July 31st, 2006

Another day, another revealing passage from Dibbell’s Play Money, this time about the origins of the infamous Turing Test (pg. 100):

“Designed by Alan Turing in 1950, it was a variation on “The Imitation Game,” a party amusement in which a man and a woman, hidden in separate rooms, take written questions from the other guests and send typewritten answers back, each competing to convince the others that he, or she, is the woman.  In Turing’s reworking, a computer programmed for conversation replaces the man, and the computer when if its answers either convince the questioners of its femininity… [or] convince them that it’s human at all.”

Interesting, isn’t it, in light of all the talk we’ve done about imitating femininity, that therein lies the origin of imitating life itself.  And that, when we strive to pass the Turing Test, in a way we’re still trying to pass that original test of constructed womanhood.

Remember: read it for yourself.

Tags: Blog

9 Responses to “Simulated Femininity, Simulated Humanity”

  1. FerrousBuller Says:

    One presumes it’s easier for a woman to pretend to be a man than it is for a man to pretend to be a woman, thus explaining why the test is “guess who’s the girl”…hey, it’s like that Mirror Universe Star Trek episode! :-)

  2. Bonnie Says:

    Why again is it easier for a woman to pretend to be a man than a man to pretend to be a woman?

  3. Coldstone Says:

    Personally I find it hard to role-reverse, I wish I could, because I really can’t rpg with an opposite gender character (tried disasterously).

    I think its interesting that it was to guess the woman. Seem like there are several possiblities here:

    1. The game was ahead of its time and trying to get men to imagine life as a woman.

    2. Its poking fun at the stereotypes by exposing the audiances own stereotypes.

    3. Its a conformity issue making the woman conform to stereotypes or risk embarresment as being un-womanly if she loses.

    4. Its a challenge to the mans masculinity, which can later be used to ridicule him as un-manly if he loses.

    It probably depends on the group you are playing with, but I can see some people using the game to try and put down others. Or am I becoming too cynical (I blame TV of course).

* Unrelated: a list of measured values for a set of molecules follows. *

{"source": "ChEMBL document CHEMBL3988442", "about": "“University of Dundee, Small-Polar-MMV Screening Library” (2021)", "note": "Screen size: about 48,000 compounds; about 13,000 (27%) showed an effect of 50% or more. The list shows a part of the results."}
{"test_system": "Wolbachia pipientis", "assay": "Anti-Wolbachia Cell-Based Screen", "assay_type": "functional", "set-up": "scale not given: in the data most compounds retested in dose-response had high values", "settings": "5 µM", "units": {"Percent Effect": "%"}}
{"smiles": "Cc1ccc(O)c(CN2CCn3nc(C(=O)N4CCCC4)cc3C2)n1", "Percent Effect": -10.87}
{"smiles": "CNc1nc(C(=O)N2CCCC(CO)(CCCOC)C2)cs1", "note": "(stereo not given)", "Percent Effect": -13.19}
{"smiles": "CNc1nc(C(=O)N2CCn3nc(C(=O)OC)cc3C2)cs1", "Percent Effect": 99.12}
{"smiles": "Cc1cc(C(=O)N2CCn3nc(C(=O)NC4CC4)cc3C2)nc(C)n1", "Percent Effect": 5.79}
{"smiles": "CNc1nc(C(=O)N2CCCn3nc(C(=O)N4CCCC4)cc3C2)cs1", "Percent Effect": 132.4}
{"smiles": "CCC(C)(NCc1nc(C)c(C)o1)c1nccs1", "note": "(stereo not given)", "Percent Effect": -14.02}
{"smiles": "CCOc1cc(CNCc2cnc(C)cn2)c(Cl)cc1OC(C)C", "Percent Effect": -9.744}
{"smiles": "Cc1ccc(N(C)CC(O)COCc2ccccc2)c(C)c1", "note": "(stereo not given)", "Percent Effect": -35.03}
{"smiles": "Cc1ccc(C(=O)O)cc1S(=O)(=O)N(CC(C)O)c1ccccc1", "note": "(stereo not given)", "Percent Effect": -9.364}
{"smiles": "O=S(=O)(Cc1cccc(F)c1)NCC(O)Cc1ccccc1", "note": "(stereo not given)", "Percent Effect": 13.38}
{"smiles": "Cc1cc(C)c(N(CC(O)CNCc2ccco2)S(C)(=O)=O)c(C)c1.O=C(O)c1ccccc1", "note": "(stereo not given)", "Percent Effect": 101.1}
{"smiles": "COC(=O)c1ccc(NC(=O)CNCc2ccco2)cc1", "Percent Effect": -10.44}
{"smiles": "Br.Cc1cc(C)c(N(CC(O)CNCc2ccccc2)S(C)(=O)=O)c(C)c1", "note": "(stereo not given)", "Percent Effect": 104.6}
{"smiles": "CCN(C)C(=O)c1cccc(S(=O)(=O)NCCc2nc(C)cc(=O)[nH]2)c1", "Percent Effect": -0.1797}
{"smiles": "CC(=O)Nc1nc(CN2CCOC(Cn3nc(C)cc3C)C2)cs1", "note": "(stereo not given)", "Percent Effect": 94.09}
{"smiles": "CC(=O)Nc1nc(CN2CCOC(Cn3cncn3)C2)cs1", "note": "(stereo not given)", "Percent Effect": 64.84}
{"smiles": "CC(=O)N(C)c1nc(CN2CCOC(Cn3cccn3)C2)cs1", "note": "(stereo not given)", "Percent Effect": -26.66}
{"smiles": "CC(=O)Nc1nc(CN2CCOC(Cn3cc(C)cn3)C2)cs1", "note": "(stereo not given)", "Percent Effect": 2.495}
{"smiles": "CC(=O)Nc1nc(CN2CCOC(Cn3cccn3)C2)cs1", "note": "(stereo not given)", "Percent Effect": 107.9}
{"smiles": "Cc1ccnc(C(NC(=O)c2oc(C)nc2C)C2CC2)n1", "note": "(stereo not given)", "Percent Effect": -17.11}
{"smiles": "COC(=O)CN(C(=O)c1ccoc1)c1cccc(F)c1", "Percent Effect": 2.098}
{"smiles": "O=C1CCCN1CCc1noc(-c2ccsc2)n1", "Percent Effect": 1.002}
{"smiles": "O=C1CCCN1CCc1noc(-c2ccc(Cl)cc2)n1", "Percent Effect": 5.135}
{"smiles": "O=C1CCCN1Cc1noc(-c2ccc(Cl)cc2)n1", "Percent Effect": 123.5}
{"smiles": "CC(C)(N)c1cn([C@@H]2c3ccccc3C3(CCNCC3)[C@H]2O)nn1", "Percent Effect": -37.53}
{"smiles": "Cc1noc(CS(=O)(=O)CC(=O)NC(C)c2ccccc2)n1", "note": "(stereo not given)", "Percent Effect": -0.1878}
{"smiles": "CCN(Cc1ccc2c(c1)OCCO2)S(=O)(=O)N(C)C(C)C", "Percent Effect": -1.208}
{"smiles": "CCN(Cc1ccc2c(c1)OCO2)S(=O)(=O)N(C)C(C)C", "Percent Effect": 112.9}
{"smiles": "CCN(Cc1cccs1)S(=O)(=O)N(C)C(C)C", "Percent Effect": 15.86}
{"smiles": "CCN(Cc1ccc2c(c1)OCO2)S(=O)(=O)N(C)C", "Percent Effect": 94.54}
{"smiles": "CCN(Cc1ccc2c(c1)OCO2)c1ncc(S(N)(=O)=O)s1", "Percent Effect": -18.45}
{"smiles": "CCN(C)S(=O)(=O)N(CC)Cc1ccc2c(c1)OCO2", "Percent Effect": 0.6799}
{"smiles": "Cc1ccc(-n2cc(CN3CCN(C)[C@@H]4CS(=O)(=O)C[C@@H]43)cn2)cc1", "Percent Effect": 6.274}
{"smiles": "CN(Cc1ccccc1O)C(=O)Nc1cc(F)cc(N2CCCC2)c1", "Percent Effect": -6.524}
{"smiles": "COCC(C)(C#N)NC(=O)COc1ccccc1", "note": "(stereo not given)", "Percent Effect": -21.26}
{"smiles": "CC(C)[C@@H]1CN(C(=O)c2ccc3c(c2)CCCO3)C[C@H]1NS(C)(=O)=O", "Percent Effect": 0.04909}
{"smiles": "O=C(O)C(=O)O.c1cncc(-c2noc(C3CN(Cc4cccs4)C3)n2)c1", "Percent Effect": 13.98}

4. FerrousBuller Says:

    Near the end of the Mirror Universe episode of TOS, Spock comments that it is easier for civilized people to pretend to be barbarians than it is for barbarians to pretend to be civilized people. Thus, it was easy for him to figure out that “barbaric” Kirk & co weren’t the real McCoys.

    From this premise, you may draw your own conclusions as to why I said it’s easier for women to pretend to be men than vice versa… :-)

  5. Coldstone Says:

    Putting stuff on a pedestal is always dangerous, cause sooner or later its gonna crash on the floor. Besides we all know that Old Trek is lame ;) I bet there is a pertinant Picard quote out there somewhere.

  6. Aaron Delwiche Says:

    Hey Bonnie — Not sure if you’ve seen this, but Amy Bruckman and her colleagues at Georgia Tech have created a Turing Game based on this concept.

    In this on-line game, “a panel of users all pretend to be a member of some group, such as women. Some of the users, who are women, are trying to prove that fact to their audience. Others are men, trying to masquerade as women. An audience of both genders tries to discover whom the imposters are, by asking questions and analyzing the panel members’ answers.”

  7. Bonnie Says:

    From this premise, you may draw your own conclusions as to why I said it's easier for women to pretend to be men than vice versa.
    Grumble, grumble. You trying to pick a fight? :-)

    Besides we all know that Old Trek is lame.
    God bless your soul. And speaking of shows I used to love when I was nine (I was a huge elementary school trekky [sp?]), Scott and I recently got the first there episodes of Highlander from Netflx–so sad :-(. Then again, what exactly was I expecting?

    Amy Bruckman and her colleagues at Georgia Tech have created a Turing Game based on this concept.
    Awesome. I’m off to check it out as we speak!

  8. FerrousBuller Says:

    “You trying to pick a fight?”

    With you? Heaven forbid!

    Girls scare me too much.

    “Besides we all know that Old Trek is lame”

    Of course old-school Trek is lame! Everything old-school is lame: games, comics, TV shows, you name it. That’s what makes it old-school; and that’s why old-school is endearing.

  9. Iliana Says:

    Long this is not met.

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